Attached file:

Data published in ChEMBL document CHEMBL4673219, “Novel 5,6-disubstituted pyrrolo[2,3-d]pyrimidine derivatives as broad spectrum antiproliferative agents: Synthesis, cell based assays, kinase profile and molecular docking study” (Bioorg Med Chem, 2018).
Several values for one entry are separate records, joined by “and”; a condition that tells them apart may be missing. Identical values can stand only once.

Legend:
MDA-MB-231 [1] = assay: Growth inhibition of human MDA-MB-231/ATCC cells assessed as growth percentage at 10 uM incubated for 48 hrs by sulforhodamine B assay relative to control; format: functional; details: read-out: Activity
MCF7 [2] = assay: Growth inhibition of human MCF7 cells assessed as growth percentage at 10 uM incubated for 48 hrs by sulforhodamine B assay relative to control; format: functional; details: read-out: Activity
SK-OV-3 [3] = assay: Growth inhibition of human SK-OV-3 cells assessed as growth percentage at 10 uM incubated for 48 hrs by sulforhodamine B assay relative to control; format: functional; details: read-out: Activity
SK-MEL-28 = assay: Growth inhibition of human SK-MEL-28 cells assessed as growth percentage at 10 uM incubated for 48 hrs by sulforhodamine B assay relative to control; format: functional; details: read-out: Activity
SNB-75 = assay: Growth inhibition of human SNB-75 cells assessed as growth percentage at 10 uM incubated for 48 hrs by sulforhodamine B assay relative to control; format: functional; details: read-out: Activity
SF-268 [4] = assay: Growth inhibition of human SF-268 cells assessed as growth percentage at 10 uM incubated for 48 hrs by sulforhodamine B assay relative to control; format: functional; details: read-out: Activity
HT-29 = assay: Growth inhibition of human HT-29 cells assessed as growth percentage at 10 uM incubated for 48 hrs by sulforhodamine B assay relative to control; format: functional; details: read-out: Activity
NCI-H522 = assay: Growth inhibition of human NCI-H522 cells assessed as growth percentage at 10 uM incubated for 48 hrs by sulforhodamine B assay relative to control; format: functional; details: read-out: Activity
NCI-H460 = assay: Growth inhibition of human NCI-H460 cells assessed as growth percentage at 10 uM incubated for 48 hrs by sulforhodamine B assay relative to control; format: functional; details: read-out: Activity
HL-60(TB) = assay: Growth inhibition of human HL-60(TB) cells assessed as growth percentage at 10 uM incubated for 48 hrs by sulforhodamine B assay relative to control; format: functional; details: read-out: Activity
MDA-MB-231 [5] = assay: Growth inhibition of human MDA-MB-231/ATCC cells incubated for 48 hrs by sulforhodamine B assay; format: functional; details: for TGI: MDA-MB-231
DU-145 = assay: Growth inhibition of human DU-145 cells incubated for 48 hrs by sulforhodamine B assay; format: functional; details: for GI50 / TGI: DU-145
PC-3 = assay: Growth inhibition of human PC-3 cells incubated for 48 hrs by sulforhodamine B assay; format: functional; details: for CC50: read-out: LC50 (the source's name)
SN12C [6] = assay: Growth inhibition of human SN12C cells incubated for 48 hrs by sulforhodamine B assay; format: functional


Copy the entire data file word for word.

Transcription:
Data published in ChEMBL document CHEMBL4673219, “Novel 5,6-disubstituted pyrrolo[2,3-d]pyrimidine derivatives as broad spectrum antiproliferative agents: Synthesis, cell based assays, kinase profile and molecular docking study” (Bioorg Med Chem, 2018).
Several values for one entry are separate records, joined by “and”; a condition that tells them apart may be missing. Identical values can stand only once.

Legend:
MDA-MB-231 [1] = assay: Growth inhibition of human MDA-MB-231/ATCC cells assessed as growth percentage at 10 uM incubated for 48 hrs by sulforhodamine B assay relative to control; format: functional; details: read-out: Activity
MCF7 [2] = assay: Growth inhibition of human MCF7 cells assessed as growth percentage at 10 uM incubated for 48 hrs by sulforhodamine B assay relative to control; format: functional; details: read-out: Activity
SK-OV-3 [3] = assay: Growth inhibition of human SK-OV-3 cells assessed as growth percentage at 10 uM incubated for 48 hrs by sulforhodamine B assay relative to control; format: functional; details: read-out: Activity
SK-MEL-28 = assay: Growth inhibition of human SK-MEL-28 cells assessed as growth percentage at 10 uM incubated for 48 hrs by sulforhodamine B assay relative to control; format: functional; details: read-out: Activity
SNB-75 = assay: Growth inhibition of human SNB-75 cells assessed as growth percentage at 10 uM incubated for 48 hrs by sulforhodamine B assay relative to control; format: functional; details: read-out: Activity
SF-268 [4] = assay: Growth inhibition of human SF-268 cells assessed as growth percentage at 10 uM incubated for 48 hrs by sulforhodamine B assay relative to control; format: functional; details: read-out: Activity
HT-29 = assay: Growth inhibition of human HT-29 cells assessed as growth percentage at 10 uM incubated for 48 hrs by sulforhodamine B assay relative to control; format: functional; details: read-out: Activity
NCI-H522 = assay: Growth inhibition of human NCI-H522 cells assessed as growth percentage at 10 uM incubated for 48 hrs by sulforhodamine B assay relative to control; format: functional; details: read-out: Activity
NCI-H460 = assay: Growth inhibition of human NCI-H460 cells assessed as growth percentage at 10 uM incubated for 48 hrs by sulforhodamine B assay relative to control; format: functional; details: read-out: Activity
HL-60(TB) = assay: Growth inhibition of human HL-60(TB) cells assessed as growth percentage at 10 uM incubated for 48 hrs by sulforhodamine B assay relative to control; format: functional; details: read-out: Activity
MDA-MB-231 [5] = assay: Growth inhibition of human MDA-MB-231/ATCC cells incubated for 48 hrs by sulforhodamine B assay; format: functional; details: for TGI: MDA-MB-231
DU-145 = assay: Growth inhibition of human DU-145 cells incubated for 48 hrs by sulforhodamine B assay; format: functional; details: for GI50 / TGI: DU-145
PC-3 = assay: Growth inhibition of human PC-3 cells incubated for 48 hrs by sulforhodamine B assay; format: functional; details: for CC50: read-out: LC50 (the source's name)
SN12C [6] = assay: Growth inhibition of human SN12C cells incubated for 48 hrs by sulforhodamine B assay; format: functional